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Speaking in codes

/ 01:35 PM October 21, 2018

John San Pedro, CEO and founder of INQUIRER PHOTO / LEO M. SABANGAN II.

Everybody is waiting for the next Facebook to explode on the internet. But if there’s anything we learned from Mark Zuckerberg, it is that someone who can write the codes can beat the person with the great idea.

The creation of design or plan for software is called programming. Codes are its language that carries the message of the human to the machine. It is necessary to implement the program that you want to put up. Coding is writing the process in a language that the computer can understand. Once the computer understands what it needs to do, it executes the set of instructions.


“The kids are always looking at tablet, they are hooked on the internet. It looks like they are just absorbing these things passively. So what else can they do besides play games? Since I own a software company, my friend and I thought, how about we teach them how to code. Coding for kids,” said John San Pedro, CEO and founder of

This is how the idea of My Kids Code was born. The program is a camp where children can learn how to write a programming language in the form of games. They use the software CodeMonkey to do so. The camp is open to children,  ages six to 10. It is a six-session workshop that will run twice a week.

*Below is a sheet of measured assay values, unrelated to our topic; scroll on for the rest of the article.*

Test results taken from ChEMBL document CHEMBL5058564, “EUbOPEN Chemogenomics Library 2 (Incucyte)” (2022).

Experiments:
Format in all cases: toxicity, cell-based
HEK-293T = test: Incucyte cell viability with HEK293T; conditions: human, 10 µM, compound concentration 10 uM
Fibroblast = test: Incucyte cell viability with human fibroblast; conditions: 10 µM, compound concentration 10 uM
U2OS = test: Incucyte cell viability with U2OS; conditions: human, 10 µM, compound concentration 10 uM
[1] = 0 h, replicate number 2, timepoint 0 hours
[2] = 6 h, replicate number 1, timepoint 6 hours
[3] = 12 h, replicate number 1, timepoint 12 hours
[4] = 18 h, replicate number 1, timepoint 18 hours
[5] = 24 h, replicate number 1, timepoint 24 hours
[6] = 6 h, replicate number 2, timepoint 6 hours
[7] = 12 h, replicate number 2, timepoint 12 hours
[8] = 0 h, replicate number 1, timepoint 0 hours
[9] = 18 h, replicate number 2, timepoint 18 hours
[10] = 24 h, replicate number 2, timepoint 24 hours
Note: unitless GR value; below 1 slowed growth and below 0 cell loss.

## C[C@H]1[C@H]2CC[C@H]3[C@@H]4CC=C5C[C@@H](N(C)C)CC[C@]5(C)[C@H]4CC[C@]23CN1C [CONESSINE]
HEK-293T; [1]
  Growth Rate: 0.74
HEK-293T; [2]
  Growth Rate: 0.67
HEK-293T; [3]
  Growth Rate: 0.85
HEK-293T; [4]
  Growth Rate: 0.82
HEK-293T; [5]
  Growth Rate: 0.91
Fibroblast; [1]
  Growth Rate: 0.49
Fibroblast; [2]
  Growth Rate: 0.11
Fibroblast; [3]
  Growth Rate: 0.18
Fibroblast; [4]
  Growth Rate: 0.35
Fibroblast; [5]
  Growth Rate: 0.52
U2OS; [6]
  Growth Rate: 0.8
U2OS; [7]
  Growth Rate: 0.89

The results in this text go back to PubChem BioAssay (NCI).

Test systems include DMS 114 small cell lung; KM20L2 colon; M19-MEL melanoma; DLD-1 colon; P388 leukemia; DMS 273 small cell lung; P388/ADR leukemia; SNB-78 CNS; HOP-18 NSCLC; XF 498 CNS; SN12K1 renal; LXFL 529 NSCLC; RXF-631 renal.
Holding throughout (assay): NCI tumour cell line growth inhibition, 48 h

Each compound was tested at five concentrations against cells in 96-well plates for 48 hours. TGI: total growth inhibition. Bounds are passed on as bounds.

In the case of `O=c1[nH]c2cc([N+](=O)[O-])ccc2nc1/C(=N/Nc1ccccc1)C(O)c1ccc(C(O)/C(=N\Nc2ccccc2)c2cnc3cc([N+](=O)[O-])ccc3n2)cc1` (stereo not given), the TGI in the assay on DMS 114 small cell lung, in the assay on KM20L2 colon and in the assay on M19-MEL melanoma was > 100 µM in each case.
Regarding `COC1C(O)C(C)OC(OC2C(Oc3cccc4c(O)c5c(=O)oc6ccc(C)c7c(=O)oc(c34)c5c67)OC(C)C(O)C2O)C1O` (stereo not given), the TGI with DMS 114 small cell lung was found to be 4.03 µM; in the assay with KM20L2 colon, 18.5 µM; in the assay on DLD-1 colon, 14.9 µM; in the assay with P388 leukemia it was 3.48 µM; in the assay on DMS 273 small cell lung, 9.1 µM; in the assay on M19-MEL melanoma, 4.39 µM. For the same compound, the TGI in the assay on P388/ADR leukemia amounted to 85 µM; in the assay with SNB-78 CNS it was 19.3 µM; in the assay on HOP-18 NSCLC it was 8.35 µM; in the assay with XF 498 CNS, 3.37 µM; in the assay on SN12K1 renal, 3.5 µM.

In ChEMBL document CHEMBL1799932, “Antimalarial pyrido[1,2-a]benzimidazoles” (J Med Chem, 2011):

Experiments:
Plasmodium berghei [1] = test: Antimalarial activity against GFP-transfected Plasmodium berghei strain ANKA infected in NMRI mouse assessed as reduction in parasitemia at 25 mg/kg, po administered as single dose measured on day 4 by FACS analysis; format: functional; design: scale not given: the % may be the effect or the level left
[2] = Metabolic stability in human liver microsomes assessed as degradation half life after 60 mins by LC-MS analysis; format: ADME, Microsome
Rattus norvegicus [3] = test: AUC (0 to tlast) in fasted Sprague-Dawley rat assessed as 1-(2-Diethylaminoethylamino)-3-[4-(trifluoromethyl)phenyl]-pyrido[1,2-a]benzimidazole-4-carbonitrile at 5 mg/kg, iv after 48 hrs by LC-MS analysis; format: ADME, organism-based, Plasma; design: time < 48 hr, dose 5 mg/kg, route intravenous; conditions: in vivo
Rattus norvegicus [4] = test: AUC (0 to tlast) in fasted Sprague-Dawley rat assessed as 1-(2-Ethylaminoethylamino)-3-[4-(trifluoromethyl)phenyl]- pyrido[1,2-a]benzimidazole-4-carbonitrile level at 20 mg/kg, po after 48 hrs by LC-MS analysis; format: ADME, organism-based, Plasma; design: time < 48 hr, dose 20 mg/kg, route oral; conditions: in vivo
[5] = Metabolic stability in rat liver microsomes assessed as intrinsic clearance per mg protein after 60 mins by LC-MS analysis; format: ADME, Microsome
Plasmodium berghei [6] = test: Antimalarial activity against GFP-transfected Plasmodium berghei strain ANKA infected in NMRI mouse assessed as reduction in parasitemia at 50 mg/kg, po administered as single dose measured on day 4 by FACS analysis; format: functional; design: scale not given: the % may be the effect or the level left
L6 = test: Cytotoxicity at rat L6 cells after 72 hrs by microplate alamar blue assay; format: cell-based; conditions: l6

Interview with John San Pedro of “Wideout” at Pacific Star in Makati City. INQUIRER PHOTO / LEO M. SABANGAN II.

“Coding skill is a skill of the future. Instead of them just getting from the web and they are putting on the web,” San Pedro said.

He added that they researched on companies in this venture and found CodeMonkey. The developers based in Palo Alto, California, have taught the curriculum to children in the US. Now he wants the same thing to be done for children in the Philippines.

CodeMonkey is designed in a way even teachers with no experience in Computer Science can teach coding. My Kids Code has two teachers preparing for their first class, which will start next month.

San Pedro said that one of the most important requirements they set for teachers was that they must enjoy being with kids.

Students must bring their own tablet or laptop to attend the class. The curriculum is cloud-based. The lessons, activities and student records could easily be accessed as long as there is internet. The progress and weakness of each student can be monitored and assessed easily. The teacher can now customize or adjust the activity according to the skill level of each child.

In this almost one-on-one approach, an exceptionally well-adept child can be given a more difficult task, while the child who has a hard time understanding a concept can be given a challenge that could be at par with his knowledge. The students must challenge their own selves to do better, rather than compare themselves with the other students.